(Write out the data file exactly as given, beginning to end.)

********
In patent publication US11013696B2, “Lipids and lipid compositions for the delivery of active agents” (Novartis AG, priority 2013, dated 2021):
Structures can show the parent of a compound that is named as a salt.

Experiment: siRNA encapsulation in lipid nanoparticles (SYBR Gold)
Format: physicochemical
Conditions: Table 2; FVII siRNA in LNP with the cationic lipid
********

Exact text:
In patent publication US11013696B2, “Lipids and lipid compositions for the delivery of active agents” (Novartis AG, priority 2013, dated 2021):
Structures can show the parent of a compound that is named as a salt.

Experiment: siRNA encapsulation in lipid nanoparticles (SYBR Gold)
Format: physicochemical
Conditions: Table 2; FVII siRNA in LNP with the cationic lipid